Uber, no stranger to outrage, has stirred up more of it for hiking fares in Sydney as a hostage crisis played out on Monday. As people sought to flee Sydney’s business district, Uber reportedly quadrupled its fares until a single ride cost a minimum of $100 Australian, or $80 U.S. While it at first seemed possible the increase was a mistake—Uber’s pricing algorithm responding to a spike in demand—the company soon made clear that the increases were intentional. “We are all concerned with events in CBD,” Uber’s Sydney account tweeted. “Fares have increased to encourage more drivers to come online & pick up passengers in the area.”
Obviously, that reasoning didn’t go over too well. Within an hour, consumers’ incredulous and disgusted cries of price-gouging had prompted Uber to backpedal. “Uber Sydney trips from CBD will be free for riders,” the Sydney team declared. “Higher rates are still in place to encourage drivers to get into the CBD.”
The situation in Sydney is the latest reminder of an issue that has proven singularly difficult for Uber: setting prices during crises, disasters, and emergencies. Uber’s car-hailing service, you’ll remember, is built on a “surge pricing” system. Also called “dynamic pricing,” surge pricing is designed to increase efficiency by bringing supply in line with demand. When more people need rides, fares rise until a sufficient number of drivers is servicing the area. Generally, customers tend not to be fans of surge pricing (who wants to get hit with 3x fares on a Saturday night?) but find it acceptable enough. When Uber raises prices during emergencies, though—like it did during Hurricane Sandy in 2012—that makes just about everyone furious.
So, the question: Is it wrong to raise prices during an emergency? Here’s what Uber has said in the past, and repeated in Sydney on Monday: Surge pricing in times of need is important—even beneficial—because it encourages drivers who might otherwise stay safely at home to hit the streets. This is a fair point. If there’s any time that people should want drivers to be incentivized to pick up passengers, it’s during a disaster or emergency. Raising fares helps make that happen. Of course, the flip side is that as fares goes up, Uber becomes less and less reliable for anyone who can’t afford to drop $100 on a single cab ride. Surge pricing doesn’t make Uber more accessible to everyone during an emergency—just the people who can pay for it.
In an effort to resolve this dilemma in the U.S., Uber announced over the summer that it had instituted a national policy to cap surge pricing during disasters and states of emergency. For each market, the company said, the “state of emergency price” would be set based on the surges of the previous two months, and 20 percent of the total fare would be donated to the American Red Cross’s disaster relief efforts. Until now, though, Uber doesn’t seem to have had a similar policy in place for the other 52 countries where it operates.
When I contacted Uber on Monday to find out whether any sort of global protocol existed for pricing rides during emergencies, the company said in a statement that it “is committed to ensuring users have a reliable ride when they need it most—including and especially during disasters and relevant states of emergency.” Uber, the statement continued, “is working to standardize a global policy to ensure we’re serving communities in the most efficient, effective and helpful way possible.”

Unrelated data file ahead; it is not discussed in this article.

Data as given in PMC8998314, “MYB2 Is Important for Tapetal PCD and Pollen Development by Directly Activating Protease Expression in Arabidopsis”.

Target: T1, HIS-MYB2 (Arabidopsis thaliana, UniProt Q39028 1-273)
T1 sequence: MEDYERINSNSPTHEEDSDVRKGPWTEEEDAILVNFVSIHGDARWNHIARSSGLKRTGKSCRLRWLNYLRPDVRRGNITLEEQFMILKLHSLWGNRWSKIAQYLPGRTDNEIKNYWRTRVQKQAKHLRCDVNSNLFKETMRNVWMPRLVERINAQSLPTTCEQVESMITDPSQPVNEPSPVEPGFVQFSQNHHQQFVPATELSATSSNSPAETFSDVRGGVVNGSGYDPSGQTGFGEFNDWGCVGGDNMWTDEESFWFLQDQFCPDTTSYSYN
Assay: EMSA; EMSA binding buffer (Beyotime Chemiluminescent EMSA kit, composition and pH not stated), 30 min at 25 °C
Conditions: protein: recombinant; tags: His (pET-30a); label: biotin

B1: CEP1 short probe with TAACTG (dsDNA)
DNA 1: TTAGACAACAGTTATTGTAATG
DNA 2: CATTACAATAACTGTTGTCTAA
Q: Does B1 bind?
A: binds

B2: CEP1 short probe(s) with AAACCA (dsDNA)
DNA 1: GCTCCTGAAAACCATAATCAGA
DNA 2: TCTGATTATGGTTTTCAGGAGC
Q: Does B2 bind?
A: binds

Around this time last year, Matt Yglesias suggested in Slate a solution to Uber’s surge-pricing problem. “What Uber ought to do,” he wrote, “is simply take 20 percent of the base fare and give all the surplus to the driver.” Uber, in fact, did essentially this in 2012 during Sandy, raising prices on the condition that 100 percent of the fare would go to the drivers. It was a good start, but it didn’t resolve the rider’s problem of how to afford an Uber when prices became extravagant. That’s why I’d suggest Uber should do in all emergencies what it eventually did in Sydney on Monday: Give one ride to each customer free of charge while paying drivers the surge rates out of its own pocket to keep more of them on the road.
Is this financially reasonable? Maybe. Probably. Uber has $2.7 billion in financing for a valuation of $40 billion. It’s also expected to net $2 billion on $10 billion in gross revenue in 2015, according to at least one report, and emergencies, we can all hope, don’t come along every day. More important than the money in this case, though, are Uber’s ambitions. The company, as its starry-eyed investors are happy to discuss, has the long-term goal of replacing most other means of transportation. Instead of taxis and privately owned cars, Uber wants there to be Uber. In this world, during a disaster or emergency, Uber isn’t one of several possible exit rides—it’s the exit ride. And so a world in which Uber is the dominant form of transportation and uses surge pricing during emergencies is a world in which the wealthy are disproportionately able to get where they need to go during times of extreme need. If Uber cares at all about its public image, that shouldn’t be the world it’s aiming to create.